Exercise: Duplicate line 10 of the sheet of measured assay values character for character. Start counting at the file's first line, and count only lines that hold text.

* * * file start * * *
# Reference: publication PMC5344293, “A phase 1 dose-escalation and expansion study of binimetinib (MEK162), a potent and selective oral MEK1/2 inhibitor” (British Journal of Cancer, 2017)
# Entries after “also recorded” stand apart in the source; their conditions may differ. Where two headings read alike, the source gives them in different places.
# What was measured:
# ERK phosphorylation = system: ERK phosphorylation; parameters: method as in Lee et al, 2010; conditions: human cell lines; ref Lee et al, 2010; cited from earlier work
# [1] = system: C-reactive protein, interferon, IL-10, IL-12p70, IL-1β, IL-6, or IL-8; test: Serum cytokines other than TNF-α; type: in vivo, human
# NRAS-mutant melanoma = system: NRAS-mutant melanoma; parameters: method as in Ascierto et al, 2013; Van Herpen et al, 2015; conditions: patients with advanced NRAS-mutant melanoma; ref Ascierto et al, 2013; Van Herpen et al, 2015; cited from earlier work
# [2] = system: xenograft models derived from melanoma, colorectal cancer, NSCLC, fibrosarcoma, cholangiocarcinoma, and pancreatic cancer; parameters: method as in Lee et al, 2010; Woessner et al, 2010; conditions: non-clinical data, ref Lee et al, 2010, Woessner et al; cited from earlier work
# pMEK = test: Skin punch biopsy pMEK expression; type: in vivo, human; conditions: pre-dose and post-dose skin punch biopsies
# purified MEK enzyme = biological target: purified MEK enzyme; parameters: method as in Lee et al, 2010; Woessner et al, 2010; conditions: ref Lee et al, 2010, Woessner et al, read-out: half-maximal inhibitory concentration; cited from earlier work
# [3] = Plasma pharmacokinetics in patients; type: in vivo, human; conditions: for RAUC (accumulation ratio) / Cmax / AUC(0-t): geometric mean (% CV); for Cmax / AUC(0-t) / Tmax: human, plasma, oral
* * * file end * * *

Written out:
# [3] = Plasma pharmacokinetics in patients; type: in vivo, human; conditions: for RAUC (accumulation ratio) / Cmax / AUC(0-t): geometric mean (% CV); for Cmax / AUC(0-t) / Tmax: human, plasma, oral